Appeal from the Order of the Court of Common Pleas of Philadelphia County, in case of Joseph Kleschick v. Civil Service Commission of the City of Philadelphia, No. 1575 April Term, 1975.
Ronald Wolf, with him Salvatore J. Cucinotta, and Pirillo, Cucinotta & Tumini, for appellant.
Gayle R. Smith, with her Ralph J. Teti, Assistant City Solicitor, James M. Penny, Jr., Assistant City Solicitor, and Sheldon L. Albert, City Solicitor, for appellee.
President Judge Bowman and Judges Crumlish, Jr., and Wilkinson, Jr., sitting as a panel of three. Opinion by Judge Wilkinson.
[ 27 Pa. Commw. Page 126]
Appellant was dismissed from the Philadelphia Police Department, effective May 18, 1974, and an appeal was filed with the Civil Service Commission (Commission). After a hearing the Commission found that a fair preponderance of the evidence proved the allegation that:
On Thursday, April 18, 1974, while off duty, you [appellant] were apprehended in an automobile in the Lincoln Drive-In Theater on Route 1 along with [two other persons and] . . . a quantity of marijuana.
The Commission found, however, that the surveillance and search and seizure at the drive-in theater were illegal for lack of probable cause. Appellant was given, therefore, the "benefit of the doubt because of constitutional considerations" and reinstated. Back pay was denied because of appellant's "unseemly conduct." Appellant, asserting a right to back pay, appealed to the Court of Common Pleas of Philadelphia County. That Court affirmed the decision of the Commission. This appeal followed. We affirm.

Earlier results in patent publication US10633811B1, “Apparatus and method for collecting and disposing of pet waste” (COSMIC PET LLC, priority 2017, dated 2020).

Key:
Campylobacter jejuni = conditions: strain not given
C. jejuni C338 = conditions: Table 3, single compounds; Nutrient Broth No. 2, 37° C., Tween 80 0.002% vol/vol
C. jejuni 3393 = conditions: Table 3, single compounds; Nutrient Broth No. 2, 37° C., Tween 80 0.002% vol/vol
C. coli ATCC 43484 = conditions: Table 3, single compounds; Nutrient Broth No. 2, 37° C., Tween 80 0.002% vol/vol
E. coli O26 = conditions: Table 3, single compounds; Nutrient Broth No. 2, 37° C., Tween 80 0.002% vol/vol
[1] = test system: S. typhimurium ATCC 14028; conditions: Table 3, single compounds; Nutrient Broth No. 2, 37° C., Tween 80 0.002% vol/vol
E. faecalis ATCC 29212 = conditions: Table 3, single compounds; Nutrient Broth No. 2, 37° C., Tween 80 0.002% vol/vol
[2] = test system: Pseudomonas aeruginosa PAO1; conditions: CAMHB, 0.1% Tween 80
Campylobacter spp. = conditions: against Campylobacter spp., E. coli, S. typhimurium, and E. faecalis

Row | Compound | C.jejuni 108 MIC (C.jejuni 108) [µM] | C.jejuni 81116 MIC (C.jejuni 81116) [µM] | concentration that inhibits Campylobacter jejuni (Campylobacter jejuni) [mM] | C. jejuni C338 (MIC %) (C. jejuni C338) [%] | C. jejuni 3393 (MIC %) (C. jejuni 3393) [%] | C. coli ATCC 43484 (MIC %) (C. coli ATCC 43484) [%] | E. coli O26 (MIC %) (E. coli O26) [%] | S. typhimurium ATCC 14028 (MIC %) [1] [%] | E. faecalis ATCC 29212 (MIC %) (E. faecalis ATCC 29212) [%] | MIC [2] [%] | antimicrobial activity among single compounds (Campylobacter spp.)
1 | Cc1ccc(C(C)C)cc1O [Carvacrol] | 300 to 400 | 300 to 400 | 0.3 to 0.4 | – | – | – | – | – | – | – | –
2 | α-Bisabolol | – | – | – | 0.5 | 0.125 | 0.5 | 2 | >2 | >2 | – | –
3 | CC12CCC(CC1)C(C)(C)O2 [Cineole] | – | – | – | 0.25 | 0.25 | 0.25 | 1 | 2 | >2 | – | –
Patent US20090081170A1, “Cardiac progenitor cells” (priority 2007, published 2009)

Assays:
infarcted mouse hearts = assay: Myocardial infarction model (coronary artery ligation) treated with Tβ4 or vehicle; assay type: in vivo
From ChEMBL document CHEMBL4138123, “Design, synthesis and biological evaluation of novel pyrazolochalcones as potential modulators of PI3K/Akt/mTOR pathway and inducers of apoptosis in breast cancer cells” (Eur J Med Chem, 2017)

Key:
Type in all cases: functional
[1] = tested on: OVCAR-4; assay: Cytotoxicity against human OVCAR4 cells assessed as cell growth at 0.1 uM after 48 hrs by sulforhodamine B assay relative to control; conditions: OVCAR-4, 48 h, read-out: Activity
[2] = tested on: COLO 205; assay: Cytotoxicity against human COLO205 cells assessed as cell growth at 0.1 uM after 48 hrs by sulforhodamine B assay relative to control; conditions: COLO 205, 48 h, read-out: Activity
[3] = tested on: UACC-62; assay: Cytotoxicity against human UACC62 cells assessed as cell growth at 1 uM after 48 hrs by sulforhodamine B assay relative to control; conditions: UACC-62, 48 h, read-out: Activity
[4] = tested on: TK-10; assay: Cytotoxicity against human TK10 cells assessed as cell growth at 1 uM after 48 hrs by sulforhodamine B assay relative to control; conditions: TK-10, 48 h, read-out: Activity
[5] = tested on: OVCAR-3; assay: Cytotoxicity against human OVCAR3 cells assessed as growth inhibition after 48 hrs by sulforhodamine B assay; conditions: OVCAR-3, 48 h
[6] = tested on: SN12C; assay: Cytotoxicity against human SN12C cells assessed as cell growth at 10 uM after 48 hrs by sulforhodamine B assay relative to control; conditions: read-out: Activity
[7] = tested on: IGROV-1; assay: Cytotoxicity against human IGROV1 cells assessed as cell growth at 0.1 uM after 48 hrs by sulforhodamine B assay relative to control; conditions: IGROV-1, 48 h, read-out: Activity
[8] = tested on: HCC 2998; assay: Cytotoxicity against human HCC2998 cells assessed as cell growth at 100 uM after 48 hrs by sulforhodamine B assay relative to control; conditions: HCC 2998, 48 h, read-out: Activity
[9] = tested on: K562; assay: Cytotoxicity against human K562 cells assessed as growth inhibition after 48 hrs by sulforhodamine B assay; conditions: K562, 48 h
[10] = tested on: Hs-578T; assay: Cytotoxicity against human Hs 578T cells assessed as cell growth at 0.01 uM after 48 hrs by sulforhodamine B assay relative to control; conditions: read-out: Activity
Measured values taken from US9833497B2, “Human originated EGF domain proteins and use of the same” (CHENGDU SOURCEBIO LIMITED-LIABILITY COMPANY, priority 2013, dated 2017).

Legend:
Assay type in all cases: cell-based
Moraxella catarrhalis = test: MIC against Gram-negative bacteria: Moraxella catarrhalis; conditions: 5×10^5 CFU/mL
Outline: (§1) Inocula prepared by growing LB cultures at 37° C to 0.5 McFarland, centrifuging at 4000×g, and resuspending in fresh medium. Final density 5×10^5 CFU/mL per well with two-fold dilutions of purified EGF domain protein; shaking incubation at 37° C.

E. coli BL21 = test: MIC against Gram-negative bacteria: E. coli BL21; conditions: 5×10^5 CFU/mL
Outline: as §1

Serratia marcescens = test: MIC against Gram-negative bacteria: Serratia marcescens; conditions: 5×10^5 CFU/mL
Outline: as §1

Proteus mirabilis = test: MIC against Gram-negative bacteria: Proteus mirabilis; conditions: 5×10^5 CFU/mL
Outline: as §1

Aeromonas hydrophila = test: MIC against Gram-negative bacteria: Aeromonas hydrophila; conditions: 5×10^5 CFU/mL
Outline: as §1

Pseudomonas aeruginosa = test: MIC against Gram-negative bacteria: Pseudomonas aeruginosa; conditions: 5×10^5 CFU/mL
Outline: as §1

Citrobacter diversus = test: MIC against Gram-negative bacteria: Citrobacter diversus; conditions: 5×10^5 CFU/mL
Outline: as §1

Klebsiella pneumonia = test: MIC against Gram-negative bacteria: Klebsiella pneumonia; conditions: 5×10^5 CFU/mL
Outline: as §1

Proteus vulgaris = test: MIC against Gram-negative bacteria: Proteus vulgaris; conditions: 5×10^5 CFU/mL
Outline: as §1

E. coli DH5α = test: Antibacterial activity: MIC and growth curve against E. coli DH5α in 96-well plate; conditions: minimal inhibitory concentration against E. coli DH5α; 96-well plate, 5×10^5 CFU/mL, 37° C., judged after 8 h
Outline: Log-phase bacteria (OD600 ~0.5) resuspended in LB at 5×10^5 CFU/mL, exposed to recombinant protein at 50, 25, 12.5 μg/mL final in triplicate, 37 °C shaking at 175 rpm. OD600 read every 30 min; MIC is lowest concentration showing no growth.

Appellant argues that considering illegally obtained evidence in determining whether appellant should receive back pay condones illegal police activity, thus indirectly raising the specter of Mapp v. Ohio, 367 U.S. 643 (1961), and of the exclusionary rule. Whether Mapp is applicable at all to dismissal proceedings is not before this Court. We hold, however, that the exclusionary rule is not applicable to a determination of whether back pay should be granted. Appellant is seeking affirmative relief. The issue is, therefore, civil in nature and the rule is inapplicable. 1958 Plymouth Sedan v. Commonwealth 414 Pa. 540,
[ 27 Pa. Commw. Page 127201]
A.2d 427 (1964), rev'd on other grounds, 380 U.S. 693 (1965) (forfeiture is quasi-criminal where the forfeiture requires the determination that the criminal law has been violated).
Appellant further argues that he was discriminatorily singled out for investigation and harassed by the police department and is, therefore, entitled to back pay. Even if factually true, the contention overlooks the plain wording of Section 17.062 of the Civil Service Regulations:
If the Commission sustains the appeal on the ground that the action complained of was taken by the appointing authority for any political, religious or racial reason, or for labor union activity lawful for municipal employees, it shall order the employee to be reinstated without loss of pay for the period of his suspension. In all other cases where the Commission sustains the appeal of the employee it shall order the ...